June 20th, 2006

Search Advertising Does NOT Build Brands


At the Cannes Lions Advertising Festival, search advertising is getting slammed for its inability to build brands — and rightly so:

Laura Desmond, chief executive of Mediavest USA, which advises clients such as P&G, Masterfoods and Kraft on buying and planning media, said: “Google is going to have to change its business model soon. Search alone isn’t where marketing is today. It is about search and branding and putting the two together.”

Of course, Google and Yahoo push back:

At the Cannes Lions, Google and Yahoo!, two leading search engines, on Monday promised to share more research with advertisers to persuade them search can be used in effective combination with traditional advertising to build brands as well as generate sales.

Damian Burns, head of European agency relations at Google, said: “There is a need for self-education among agencies and clients. But I don’t believe that you can have people being exposed to brands on search results day after day without that having an impact on brand building.”

Ok, let’s try an empirical test. I went over to Style.com and found this ad for Prada Perfume at Neiman Marcus.

Prada Perfume Ad

If you click through, you’ll find that Prada Tendre perfume sells for $95 — not cheap. Why would anyone spend that much on a bottle of perfume? Hmmm.

Next I went to Google and searched for “designer perfume” — sure enough, there was “Prada Perfume” at the top of the “sponsored” listings.

Google Designer Perfume

So there, you see, search advertising is just as effective.

Except it’s not.

There is only ONE reason why anyone would click on the Prada Perfume text ad — the Prada brand. And how did Prada build that brand? Through compelling IMAGES.

If it’s just text vs. text, then the transactional, price-driven ethos of search kicks in and instead the click likely goes to the Scentiments.com ad, because who wouldn’t want to “save up to 80% on perfume”?

So without brand, instead of shopping here…

Prada Neiman Marcus

You shop here…


Google needs to figure out brand advertising or it’s going to hit a wall very soon.

That concludes our demonstration.

  • With all due respect, your example wasn't scientific and was based only on your view, which is OK, but let's be honest. You're not familar -- and Laura's not familar -- with Google's options. One can show an image in a Google ad and thus present their brand. Please investigate this. Thanks.

  • folks,

    this has already happened even if no one in techland is paying attention. over in fashionland we've united ALL THE BLOGS (perfume bloggers included scott), figured out branding (message diffusion) versus conversion (reviews to sales), and are working with the large fashion PR firms to help them interact with online media.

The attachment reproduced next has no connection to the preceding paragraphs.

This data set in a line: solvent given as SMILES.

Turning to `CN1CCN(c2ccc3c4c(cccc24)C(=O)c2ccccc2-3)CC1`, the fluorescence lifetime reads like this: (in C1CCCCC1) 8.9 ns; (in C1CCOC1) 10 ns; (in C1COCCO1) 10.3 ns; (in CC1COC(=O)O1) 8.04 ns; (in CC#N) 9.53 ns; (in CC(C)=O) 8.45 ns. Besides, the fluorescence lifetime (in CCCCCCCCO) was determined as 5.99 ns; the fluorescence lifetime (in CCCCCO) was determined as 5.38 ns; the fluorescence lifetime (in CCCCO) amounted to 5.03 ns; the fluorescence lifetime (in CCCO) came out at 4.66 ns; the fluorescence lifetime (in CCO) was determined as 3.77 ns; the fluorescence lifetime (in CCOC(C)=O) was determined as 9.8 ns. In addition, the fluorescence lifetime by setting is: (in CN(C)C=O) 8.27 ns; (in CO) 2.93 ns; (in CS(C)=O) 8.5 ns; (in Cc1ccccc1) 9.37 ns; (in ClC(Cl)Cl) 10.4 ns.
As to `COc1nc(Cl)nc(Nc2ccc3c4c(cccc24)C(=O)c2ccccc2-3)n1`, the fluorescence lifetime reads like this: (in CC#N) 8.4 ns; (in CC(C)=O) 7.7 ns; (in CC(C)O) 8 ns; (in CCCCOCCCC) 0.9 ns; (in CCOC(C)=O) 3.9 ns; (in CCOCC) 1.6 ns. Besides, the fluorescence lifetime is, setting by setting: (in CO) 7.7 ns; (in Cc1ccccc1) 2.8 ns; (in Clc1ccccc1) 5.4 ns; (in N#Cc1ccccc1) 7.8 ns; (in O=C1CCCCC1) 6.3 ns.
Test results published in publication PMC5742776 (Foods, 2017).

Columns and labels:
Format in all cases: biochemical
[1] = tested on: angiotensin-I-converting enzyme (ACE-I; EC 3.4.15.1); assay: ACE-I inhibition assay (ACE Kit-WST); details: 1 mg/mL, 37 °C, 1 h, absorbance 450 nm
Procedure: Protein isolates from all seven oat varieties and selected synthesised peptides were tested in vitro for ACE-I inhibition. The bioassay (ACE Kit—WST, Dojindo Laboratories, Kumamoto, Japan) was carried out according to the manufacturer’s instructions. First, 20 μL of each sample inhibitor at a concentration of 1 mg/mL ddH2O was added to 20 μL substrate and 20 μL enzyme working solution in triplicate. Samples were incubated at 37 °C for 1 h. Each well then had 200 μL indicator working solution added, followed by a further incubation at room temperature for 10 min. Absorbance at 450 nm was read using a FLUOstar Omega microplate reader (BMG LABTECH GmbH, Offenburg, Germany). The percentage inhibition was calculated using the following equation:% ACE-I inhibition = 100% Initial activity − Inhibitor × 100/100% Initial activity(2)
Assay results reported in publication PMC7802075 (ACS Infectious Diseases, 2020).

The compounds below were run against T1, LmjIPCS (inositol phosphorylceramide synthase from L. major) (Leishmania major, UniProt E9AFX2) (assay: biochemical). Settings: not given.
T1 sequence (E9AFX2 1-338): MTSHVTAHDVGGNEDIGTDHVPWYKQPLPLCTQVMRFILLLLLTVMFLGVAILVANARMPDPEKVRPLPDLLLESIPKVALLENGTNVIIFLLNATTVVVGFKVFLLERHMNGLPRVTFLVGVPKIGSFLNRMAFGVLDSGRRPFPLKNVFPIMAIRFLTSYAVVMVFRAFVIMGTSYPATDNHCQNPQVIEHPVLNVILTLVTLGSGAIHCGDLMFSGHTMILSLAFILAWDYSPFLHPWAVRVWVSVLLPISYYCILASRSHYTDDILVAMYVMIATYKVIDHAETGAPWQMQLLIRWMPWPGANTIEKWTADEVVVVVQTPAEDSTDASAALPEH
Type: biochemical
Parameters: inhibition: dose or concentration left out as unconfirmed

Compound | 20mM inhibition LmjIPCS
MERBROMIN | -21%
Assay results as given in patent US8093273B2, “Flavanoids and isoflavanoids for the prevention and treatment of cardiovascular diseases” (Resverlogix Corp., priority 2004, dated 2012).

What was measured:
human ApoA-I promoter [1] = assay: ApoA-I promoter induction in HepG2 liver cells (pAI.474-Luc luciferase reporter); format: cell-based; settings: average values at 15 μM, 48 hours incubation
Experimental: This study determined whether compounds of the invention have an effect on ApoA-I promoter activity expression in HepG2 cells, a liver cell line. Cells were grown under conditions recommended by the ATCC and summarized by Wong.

yawn. the revolution has already happened, gen-y has moved beyond theory into practice, and we're doing rather well. however, because we're not another photo-sharing site, techcrunch won't cover us and thus you guys miss out on all the fun.

    phil & julie


  • Scott,

    I understand and empathize!

    I'm just curious now if my browser is the cause of my Comment #28 not being able to open my entire first comment when I click on the "Comment Link", or is this due to what you just said about a legitimate comment being lost in the shuffle? Either way, I'm OK with it, but just curious.

  • Bill,

    I don't now, nor have I ever censored comments. I apologize for the delay in posting your comment. Two things for you to keep in mind before you jump to conclusions:

    1. I'm not a 24 hour operation
    2. I get deludged by comment spam -- occasionally, a legitimate comment gets lost in the shuffle

  • Scott, you certainly have the right and power to censor my 6/23/06 comment, but I would really appreciate knowing why.

    My comment evolved around new forms of brand building advertising/marketing of which Search Marketing is one. But, since I don't think you will publish this comment either, I'll cut to the chase of my former comment's point by directing you to a link I found by reading "The gordon Gould Weblog" 6/24/06 comment that you did publish (I assume that if you are publishing 6/24/06 comments that you censored mine - If I'm wrong, I apologize).

    "The gordon Gould Weblog" link to this blog post which is more detailed than my censored comment says pretty much where I'm coming from in a review of the book "Brand Hijack":


    PS - Thanks for disclosing to Danny and your readers that your title for this post was a form of "title bait" used to solicit comments. I'm just curious why you are allowing some comments and not others?

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